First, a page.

Saturday, July 21, 2012

Density Altitude and Winds Aloft in Flying

Density Altitude

Density altitude is pressure altitude corrected for temperature. Increasing temperature makes the air less dense. Remember how a plane flies. You create a downward force that is equal to the weight of the plane. When that downward force is greater than the  weight of the plane you are flying. Your takeoff run will increase, when the temperature is higher, later in the afternoon than a takeoff in the coolness of the morning when the air is more dense. You increase the speed of the airplane to reach a downward force of air that is equal to the weight of the plane. If everything is equal at takeoff you need more runway to achieve that downward force. 

If you think of a container at one temperature contains 20 molecules of air. If you could weigh the container it would weigh more than a container that contains just 15 molecules of air.  You weighed the first at 60 degrees and the second at 75 degrees. The density altitude is less at higher temperatures. 

High altitude has fewer molecules in the container just like the container at 75 degrees.

Flatlander pilots sometimes forget the altitude effect when taking off from mountain airports that are significantly higher than sea level flying.  Expect longer takeoff runs in the mountains.

Winds Aloft

Winds Aloft are important to fuel management on long cross country flights. Pick an altitude with the least resistance as possible that provides comfort and structure avoidance altitude. 

You can use winds aloft to pick a tail-wind for a quicker flight to a destination or return to your home base.

Winds are critical in both low and high altitude locations where turbulence could occur.

Altitude Brightness in mountains! Proper googles may be a choice. You know what you need.

At high altitudes  forecasts pay close attention to ridge and mountainous wind aloft reports. Density altitude and turbulence can affect your planes performance in critical situations. In mountains the 9,000 to 12,000 foot forecasts are important both from plane performance  and oxygen availability and use.

In eastern regions the wind velocities are lower. Turbulence can occur and thunderstorms are more frequent and just as dangerous as mountain flying.

Flight Planning is very important to a safe flight and winds aloft can make a difference.

Friday, July 20, 2012

Alkalosis and Flying Safety

Alkalosis and Flying Safety

Acute respiratory alkalosis occurs rapidly. Panic, in a crisis precipitated in flying, causes a rapid increase in your breathing rate. This is called hyperventilation.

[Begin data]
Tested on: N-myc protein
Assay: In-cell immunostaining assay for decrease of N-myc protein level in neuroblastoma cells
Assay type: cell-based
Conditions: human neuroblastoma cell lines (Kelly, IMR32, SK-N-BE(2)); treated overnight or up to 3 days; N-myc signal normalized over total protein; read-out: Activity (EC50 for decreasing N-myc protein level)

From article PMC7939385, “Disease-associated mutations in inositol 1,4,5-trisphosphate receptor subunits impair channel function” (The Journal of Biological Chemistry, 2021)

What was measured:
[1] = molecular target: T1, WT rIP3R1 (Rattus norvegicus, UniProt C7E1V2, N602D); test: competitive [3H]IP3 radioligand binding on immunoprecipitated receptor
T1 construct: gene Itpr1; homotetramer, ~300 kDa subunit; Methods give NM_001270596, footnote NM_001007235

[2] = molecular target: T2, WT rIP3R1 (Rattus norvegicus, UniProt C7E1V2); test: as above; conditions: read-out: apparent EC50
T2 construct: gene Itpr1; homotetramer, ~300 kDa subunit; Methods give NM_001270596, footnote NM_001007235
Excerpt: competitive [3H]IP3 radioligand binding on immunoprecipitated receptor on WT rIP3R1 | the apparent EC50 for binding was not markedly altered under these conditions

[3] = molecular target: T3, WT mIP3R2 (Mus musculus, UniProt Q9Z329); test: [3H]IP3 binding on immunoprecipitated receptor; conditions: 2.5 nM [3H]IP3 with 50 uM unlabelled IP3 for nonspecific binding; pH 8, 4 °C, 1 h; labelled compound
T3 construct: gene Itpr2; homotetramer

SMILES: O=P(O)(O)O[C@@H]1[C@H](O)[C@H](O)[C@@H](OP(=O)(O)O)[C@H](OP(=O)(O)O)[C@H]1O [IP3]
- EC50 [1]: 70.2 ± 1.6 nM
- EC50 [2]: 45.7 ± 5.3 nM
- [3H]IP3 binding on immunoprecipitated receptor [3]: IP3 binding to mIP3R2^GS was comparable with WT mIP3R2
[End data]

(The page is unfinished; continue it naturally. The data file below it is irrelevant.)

Causes that relate to flying include:

  • Anxiety, hysteria and stress from flying or a crisis event in flying.
  • Aspirin, caffeine and coffee abuse.
  • High altitude flying where the decreased atmospheric pressure of oxygen stimulates breathing rate.
  • Lung disease where a hypoxic drive controls breathing more than carbon dioxide levels that normally control breathing.
  • Flying with a fever that stimulates the breathing center in the brain stem.
  • State of pregnancy.
  • Kidney disease that precipitates neural problems from brain swelling.
Sometimes just a "Don't Panic" cup produces "comic relief" just at the right moment!

Symptoms of Alkalosis

Decreased blood carbon dioxide causes symptoms of respiratory alkalosis. You may experience a tingling or numbness in your skin. The alkalosis may disrupt the electrolytic balance of calcium ions which may cause your skeletal muscles to remain extremely tense, for a brief time ( tetanus ) and cause fainting. If the alkalosis is caused by an underlying chronic condition pain and disorientation may occur.

The physiology of alkalosis is complex. The acute (short term) respiratory alkalosis has many causes. You must understand some habits, even enjoying several cups of coffee, may trigger alkalosis.

Distraction from your pilot in command duties is not in your best interests. Knowledge of the possible causes is safety for you and your passengers.

Thursday, July 19, 2012

Anger Control in Flying

Anger Control Tips

Is losing your "Cool" worth the consequences?

The tips below may help in controlling anger.

  • Take an Anger Management Course.
  • Know what makes you angry and recognize situations that lead you to express your anger.
  • Don't become angry when you don't receive attention you think you deserve.
  • If you feel anger arising during a conversation find a way to assert your feeling and reconcile it peacefully.
  • Anger is normal but calmly tell other people what your needs are.
  • Hey, no one wins  in a power struggle. Back off from the situation if you can.
  • Obnoxious folks are out there. Control how you act. You  control your emotions and responses.
  • Avoid things that get you mad. Think of strategies to avoid irritating people.
  • When confronted, think if getting angry is really worth all the trouble.

Wednesday, July 18, 2012

Sleep Apnea

Flying and Sleep Apnea

Memory lapses and lack of concentration while flying a plane are serious safety concerns. Sleep Apnea is a preventable factor in aviation accidents.

The United States population is changing with respect to weight. Its' putting on weight.

With weight gain you compromise an important gas exchange system. The Respiratory System can't exchange gases efficiently.

The respiratory system inhales oxygen and exhales carbon dioxide. Thats breathing and sleep apnea interferes with that function.

There are many accessories that help folks with sleep apnea. For me the CPAC was effective. I don't know the effectiveness of the devices offered.

The body and its cells restore their normal function from sleep. When physical obstructions prevent that restoration physiological changes occur. 

Sleep apnea's association with hypertension, heart attacks, stroke, obesity and diabetes are documented. These  serious conditions and flying is dangerous.

Symptoms include snoring, unusual daytime sleepiness, prolonged breathing pauses while sleeping, loss of concentration on activities and memory loss.

Weight gain, and the distribution of fat around folds surrounding the entrance to the trachea, can prevent the entrance of air entering the lungs. Structurally, the epiglottis covers the entrance to the trachea when you swallow and slides back to let air once again enter the lungs. When a person gains weight the folds increase in size which impairs the retraction of the folds. Net effect is impairment of gas exchange in the lungs.